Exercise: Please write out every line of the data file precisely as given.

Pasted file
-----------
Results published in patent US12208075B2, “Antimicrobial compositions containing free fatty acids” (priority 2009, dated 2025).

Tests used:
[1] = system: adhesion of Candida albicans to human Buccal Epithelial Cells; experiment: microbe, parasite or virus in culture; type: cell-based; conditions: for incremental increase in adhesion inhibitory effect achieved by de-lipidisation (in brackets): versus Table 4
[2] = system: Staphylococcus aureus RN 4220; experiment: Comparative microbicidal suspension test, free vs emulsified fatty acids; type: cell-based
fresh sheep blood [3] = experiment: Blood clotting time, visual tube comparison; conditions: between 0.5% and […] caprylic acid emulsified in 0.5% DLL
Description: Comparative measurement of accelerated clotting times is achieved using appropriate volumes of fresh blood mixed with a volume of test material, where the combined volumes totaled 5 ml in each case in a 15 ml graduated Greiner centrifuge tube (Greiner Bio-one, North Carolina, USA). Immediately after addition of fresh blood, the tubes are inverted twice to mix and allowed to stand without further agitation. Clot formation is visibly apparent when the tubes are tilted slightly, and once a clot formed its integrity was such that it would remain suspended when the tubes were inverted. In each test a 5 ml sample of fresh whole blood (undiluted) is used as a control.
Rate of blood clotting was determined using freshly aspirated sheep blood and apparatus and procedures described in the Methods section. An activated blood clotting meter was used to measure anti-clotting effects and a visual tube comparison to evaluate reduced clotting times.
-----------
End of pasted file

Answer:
Results published in patent US12208075B2, “Antimicrobial compositions containing free fatty acids” (priority 2009, dated 2025).

Tests used:
[1] = system: adhesion of Candida albicans to human Buccal Epithelial Cells; experiment: microbe, parasite or virus in culture; type: cell-based; conditions: for incremental increase in adhesion inhibitory effect achieved by de-lipidisation (in brackets): versus Table 4
[2] = system: Staphylococcus aureus RN 4220; experiment: Comparative microbicidal suspension test, free vs emulsified fatty acids; type: cell-based
fresh sheep blood [3] = experiment: Blood clotting time, visual tube comparison; conditions: between 0.5% and […] caprylic acid emulsified in 0.5% DLL
Description: Comparative measurement of accelerated clotting times is achieved using appropriate volumes of fresh blood mixed with a volume of test material, where the combined volumes totaled 5 ml in each case in a 15 ml graduated Greiner centrifuge tube (Greiner Bio-one, North Carolina, USA). Immediately after addition of fresh blood, the tubes are inverted twice to mix and allowed to stand without further agitation. Clot formation is visibly apparent when the tubes are tilted slightly, and once a clot formed its integrity was such that it would remain suspended when the tubes were inverted. In each test a 5 ml sample of fresh whole blood (undiluted) is used as a control.
Rate of blood clotting was determined using freshly aspirated sheep blood and apparatus and procedures described in the Methods section. An activated blood clotting meter was used to measure anti-clotting effects and a visual tube comparison to evaluate reduced clotting times.